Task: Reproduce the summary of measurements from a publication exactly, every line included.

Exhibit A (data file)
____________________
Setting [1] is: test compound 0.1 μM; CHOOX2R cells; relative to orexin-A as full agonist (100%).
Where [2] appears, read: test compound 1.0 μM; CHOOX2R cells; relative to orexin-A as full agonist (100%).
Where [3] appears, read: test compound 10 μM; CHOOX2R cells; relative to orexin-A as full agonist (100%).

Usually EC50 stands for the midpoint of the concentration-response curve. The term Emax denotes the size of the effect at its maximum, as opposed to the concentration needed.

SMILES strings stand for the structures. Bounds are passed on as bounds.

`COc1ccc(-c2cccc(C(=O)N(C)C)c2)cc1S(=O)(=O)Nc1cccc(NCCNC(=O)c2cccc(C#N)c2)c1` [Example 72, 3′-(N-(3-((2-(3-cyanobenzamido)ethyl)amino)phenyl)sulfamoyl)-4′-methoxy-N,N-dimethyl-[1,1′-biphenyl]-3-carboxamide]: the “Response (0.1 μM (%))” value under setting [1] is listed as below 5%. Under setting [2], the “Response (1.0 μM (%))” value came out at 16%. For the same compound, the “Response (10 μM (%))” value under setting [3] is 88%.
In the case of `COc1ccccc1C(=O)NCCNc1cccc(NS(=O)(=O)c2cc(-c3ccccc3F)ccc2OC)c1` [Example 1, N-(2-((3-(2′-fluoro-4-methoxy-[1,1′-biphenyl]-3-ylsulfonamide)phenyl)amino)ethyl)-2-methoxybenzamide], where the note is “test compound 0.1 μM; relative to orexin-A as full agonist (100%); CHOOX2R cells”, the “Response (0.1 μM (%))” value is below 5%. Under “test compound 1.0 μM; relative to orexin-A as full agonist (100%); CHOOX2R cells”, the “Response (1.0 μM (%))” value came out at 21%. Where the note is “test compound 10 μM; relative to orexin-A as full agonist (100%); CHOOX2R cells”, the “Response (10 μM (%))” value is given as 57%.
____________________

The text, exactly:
Setting [1] is: test compound 0.1 μM; CHOOX2R cells; relative to orexin-A as full agonist (100%).
Where [2] appears, read: test compound 1.0 μM; CHOOX2R cells; relative to orexin-A as full agonist (100%).
Where [3] appears, read: test compound 10 μM; CHOOX2R cells; relative to orexin-A as full agonist (100%).

Usually EC50 stands for the midpoint of the concentration-response curve. The term Emax denotes the size of the effect at its maximum, as opposed to the concentration needed.

SMILES strings stand for the structures. Bounds are passed on as bounds.

`COc1ccc(-c2cccc(C(=O)N(C)C)c2)cc1S(=O)(=O)Nc1cccc(NCCNC(=O)c2cccc(C#N)c2)c1` [Example 72, 3′-(N-(3-((2-(3-cyanobenzamido)ethyl)amino)phenyl)sulfamoyl)-4′-methoxy-N,N-dimethyl-[1,1′-biphenyl]-3-carboxamide]: the “Response (0.1 μM (%))” value under setting [1] is listed as below 5%. Under setting [2], the “Response (1.0 μM (%))” value came out at 16%. For the same compound, the “Response (10 μM (%))” value under setting [3] is 88%.
In the case of `COc1ccccc1C(=O)NCCNc1cccc(NS(=O)(=O)c2cc(-c3ccccc3F)ccc2OC)c1` [Example 1, N-(2-((3-(2′-fluoro-4-methoxy-[1,1′-biphenyl]-3-ylsulfonamide)phenyl)amino)ethyl)-2-methoxybenzamide], where the note is “test compound 0.1 μM; relative to orexin-A as full agonist (100%); CHOOX2R cells”, the “Response (0.1 μM (%))” value is below 5%. Under “test compound 1.0 μM; relative to orexin-A as full agonist (100%); CHOOX2R cells”, the “Response (1.0 μM (%))” value came out at 21%. Where the note is “test compound 10 μM; relative to orexin-A as full agonist (100%); CHOOX2R cells”, the “Response (10 μM (%))” value is given as 57%.